Dennis Lehane has his works labelled as literary, but that's not how he sees it.

And that's my two cents worth of literary interpretation.
Interesting! And a very worthy two-cents worth it is!
 
Carol, thank you for this thoughtful post! I agree with everything said already, and although am neither as well-read as Hannah nor as 'sage' as Cage about the publishing business, I would add is that there is too often a tendency among writers to view literary vs commercial/genre fiction as a great divide. I like your graphics as they make it clear there is common ground, and even 'cross-over' with upmarket.
Personally, I have never been able to see Literary as a genre (almost seems like a contradiction in terms) but rather as a quality (which explains the eye-rolls when authors self-identify in that category). And as a reader, I love books that hit that sweet spot of compelling story combined with complex characters and deeper themes.
 
Today I write for Shakespeares audience. They are the ones who decide whether the work survives even one generation.

I started off writing poetry for the literary magazine crowd at uni. There you have to decide what is the flavour of the month and you have to demonstrate that you have dutifully followed the canon for what has been decided is "literary" by the current literati. When I was there the publish or perish tomes were written about male professors in pursuit of silly coeds to the chagrin of their long-suffering wives who stay for the same reason trophy wives stay with any powerful man. They have no talent of their own.


When I was told by another woman that the revered professor in charge of my uni's literary magazine had rejected my poetry tho everyone else had voted for it, I decided to transfer to the J school. I had refused to sleep with the revered prof. He'd told me to find a sugar daddy to pay my rent when I said I was working two jobs to pay for tuition. It was pretty clear who he had in mind.


At J school I met professionals who saw writing as a craft. I learned to appreciate readers and how to find a story. Shakespeare began as an itinerant actor playing spear carriers. He learned what made audiences gasp, cry, laugh and how to tell a story with emotion. I got that training as a reporter.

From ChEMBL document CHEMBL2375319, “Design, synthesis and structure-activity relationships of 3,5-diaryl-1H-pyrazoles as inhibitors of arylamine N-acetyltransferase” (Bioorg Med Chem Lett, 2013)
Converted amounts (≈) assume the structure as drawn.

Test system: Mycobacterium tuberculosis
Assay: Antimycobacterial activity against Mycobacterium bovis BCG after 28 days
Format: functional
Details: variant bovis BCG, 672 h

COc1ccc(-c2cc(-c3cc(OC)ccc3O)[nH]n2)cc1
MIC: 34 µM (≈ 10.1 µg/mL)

In the English dept I learned how to please the powers that decide what is "literature" in that tight knit university funded world. Being a reporter taught me how to read the zeitgeist of the larger world and offer an editor the story that will sell.


Maybe because I grew up under the poverty line and didn't see university as any kind of haven, I made the decision about who I wanted to write for. I'd rather be in the company of Nora Roberts than Joyce Carol Oates any day. The craic will be 90 instead of deconstructing whatever the literati has decided to make their shibboleth that month.

My conclusion is a working def of literary fiction. If you are writing to please a certain audience that has defined themselves as the gatekeepers of "literature" you will say you are writing literary fiction. If you are writing for Shakespeares audience-you won't.
 
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Good discussion point, Carol. I think the negativity you see and read around here is based on the classification, rather than the work. When I was studying fiction writing, character driven fiction was considered European, while plot driven was US. Those generalizations are, as most are, crap.
However, it's hard to get much deeper into literary fiction than those who've walked away with Nobel prizes for literature. Steinbeck, Hemmingway, Faulkner, Morrison, Lewis, Buck, all plot driven authors, and all included in the definition of literary. Their writing isn't so very different in being driven by a narrative arc than Hesse, Mann, Kipling, Solzhenitsyn, Golding, Grass, Camus, etc. As we all know, because we've all read them and often first under force but later for enjoyment, they produced some ripping good yarns. They all have arcs that lasso you in the beginning and haul you on through to the climax.
The definition of literary fiction, and your point, were probably best expressed in Faulkner's Nobel acceptance speech: "Our tragedy today is a general and universal physical fear so long sustained by now that we can even bear it. There are no longer problems of the spirit. There is only the question: When will I be blown up? Because of this, the young man or woman writing today has forgotten the problems of the human heart in conflict with itself which alone can make good writing because only that is worth writing about, worth the agony and the sweat."
His notion that great literature has to speak to the eternal truths, that the arc has to MEAN something beyond the confines of the story. No one is disagreeing with that idea.